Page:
Just last week new legislation was introduced into the US House of Representatives by Congressman Jim Sensenbrenner (R-WI.). 

The “No Regulation Without Representation Act of 2016” aims to more clearly define physical presence and to shut down the many challenges to Quill including click-through nexus, notification and reporting requirements like in Colorado, and the economic nexus standards recently enacted by Alabama and South Dakota.

Additionally, the legislation would prescribe a 15-day de minimis threshold.  This would provide a consistent guideline rather than the current interpretation of how many days of certain activities (i.e. solicitation of sales or providing services) creates sales tax nexus.

Here are the specific requirements to create physical presence as outlined in the bill:

  1. owns or leases real property in the state
  2. owns or leases tangible property in the state
  3. has employees, agents or independent contractors in the state specifically soliciting product or service orders from customers in the state
  4. has employees, agents or independent contractors in the state providing design, installation or repair services in the state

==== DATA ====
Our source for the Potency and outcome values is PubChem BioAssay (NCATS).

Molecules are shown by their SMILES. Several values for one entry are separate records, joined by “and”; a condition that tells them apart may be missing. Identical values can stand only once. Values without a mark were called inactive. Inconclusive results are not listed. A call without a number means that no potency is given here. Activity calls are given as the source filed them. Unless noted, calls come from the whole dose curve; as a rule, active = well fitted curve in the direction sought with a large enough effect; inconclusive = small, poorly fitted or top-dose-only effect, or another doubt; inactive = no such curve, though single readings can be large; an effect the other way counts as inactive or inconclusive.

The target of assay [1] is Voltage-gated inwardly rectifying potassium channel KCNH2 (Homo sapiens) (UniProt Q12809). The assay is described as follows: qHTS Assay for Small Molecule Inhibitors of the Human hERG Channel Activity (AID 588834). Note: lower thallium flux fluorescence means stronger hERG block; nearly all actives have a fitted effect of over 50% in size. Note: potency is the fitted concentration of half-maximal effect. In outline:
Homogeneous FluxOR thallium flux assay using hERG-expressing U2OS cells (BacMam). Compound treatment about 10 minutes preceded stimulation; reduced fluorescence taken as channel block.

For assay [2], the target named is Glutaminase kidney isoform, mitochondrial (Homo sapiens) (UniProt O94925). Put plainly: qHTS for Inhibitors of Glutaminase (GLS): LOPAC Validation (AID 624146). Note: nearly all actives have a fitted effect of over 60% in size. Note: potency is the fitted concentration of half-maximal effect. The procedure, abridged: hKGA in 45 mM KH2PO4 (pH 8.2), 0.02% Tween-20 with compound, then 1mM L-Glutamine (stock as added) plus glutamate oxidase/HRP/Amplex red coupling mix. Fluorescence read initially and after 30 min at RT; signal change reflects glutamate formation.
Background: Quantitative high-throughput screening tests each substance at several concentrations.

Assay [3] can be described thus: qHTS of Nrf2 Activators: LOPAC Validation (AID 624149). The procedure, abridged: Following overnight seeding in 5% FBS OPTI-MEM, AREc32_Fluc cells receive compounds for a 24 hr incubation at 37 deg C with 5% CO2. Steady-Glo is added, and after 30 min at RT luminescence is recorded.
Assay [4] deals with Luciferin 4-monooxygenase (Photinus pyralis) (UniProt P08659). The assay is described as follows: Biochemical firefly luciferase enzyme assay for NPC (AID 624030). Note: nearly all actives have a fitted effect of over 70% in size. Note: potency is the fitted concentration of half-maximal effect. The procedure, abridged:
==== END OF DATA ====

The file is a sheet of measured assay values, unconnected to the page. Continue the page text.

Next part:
5. maintains an office in-state with three or more employees for any purpose.

The following activities are specifically excluded from creating a physical presence:

  1. referral agreements with in-state persons who receive commissions for referring customers to the seller (no more click-through nexus)
  2. presence for less than 15 days in a taxable year
  3. product delivery in-state by a third-party
  4. Internet advertising services not exclusively directed towards, or exclusively soliciting in-state customers

This legislation would certainly simplify determining sales tax nexus.  It does not address the supposed loss of sales tax collections by the shift in buying patterns to the internet.  However, I’m not convinced the loss of sales tax collections are as significant today as previous studies have indicated.  Many internet sales (as much as 80% as described by some resources) are via big box retailers that collect sales tax and Amazon which continues to expand the number of states where they collect sales tax.  Could this new legislation put to bed this sticky issue once and for all?


Brian Greer

Written by Brian Greer